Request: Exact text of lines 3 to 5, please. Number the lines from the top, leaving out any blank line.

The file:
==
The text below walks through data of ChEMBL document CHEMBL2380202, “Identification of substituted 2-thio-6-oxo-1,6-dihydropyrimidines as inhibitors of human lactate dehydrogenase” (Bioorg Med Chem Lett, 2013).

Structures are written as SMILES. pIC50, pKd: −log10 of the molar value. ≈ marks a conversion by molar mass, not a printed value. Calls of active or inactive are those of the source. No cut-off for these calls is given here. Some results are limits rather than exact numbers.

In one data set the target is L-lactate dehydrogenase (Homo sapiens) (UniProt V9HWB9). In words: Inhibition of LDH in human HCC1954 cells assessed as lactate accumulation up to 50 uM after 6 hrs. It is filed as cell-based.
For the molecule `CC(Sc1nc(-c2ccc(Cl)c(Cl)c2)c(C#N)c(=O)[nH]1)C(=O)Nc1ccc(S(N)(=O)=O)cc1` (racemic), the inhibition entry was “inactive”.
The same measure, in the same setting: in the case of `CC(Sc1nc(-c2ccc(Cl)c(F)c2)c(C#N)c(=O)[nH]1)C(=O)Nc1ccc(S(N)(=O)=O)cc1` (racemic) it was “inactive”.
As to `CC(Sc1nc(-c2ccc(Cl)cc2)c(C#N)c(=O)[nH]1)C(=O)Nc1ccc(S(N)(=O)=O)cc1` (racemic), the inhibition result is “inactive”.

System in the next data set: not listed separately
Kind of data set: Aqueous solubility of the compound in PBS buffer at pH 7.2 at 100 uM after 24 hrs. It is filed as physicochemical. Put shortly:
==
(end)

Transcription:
In one data set the target is L-lactate dehydrogenase (Homo sapiens) (UniProt V9HWB9). In words: Inhibition of LDH in human HCC1954 cells assessed as lactate accumulation up to 50 uM after 6 hrs. It is filed as cell-based.
For the molecule `CC(Sc1nc(-c2ccc(Cl)c(Cl)c2)c(C#N)c(=O)[nH]1)C(=O)Nc1ccc(S(N)(=O)=O)cc1` (racemic), the inhibition entry was “inactive”.
The same measure, in the same setting: in the case of `CC(Sc1nc(-c2ccc(Cl)c(F)c2)c(C#N)c(=O)[nH]1)C(=O)Nc1ccc(S(N)(=O)=O)cc1` (racemic) it was “inactive”.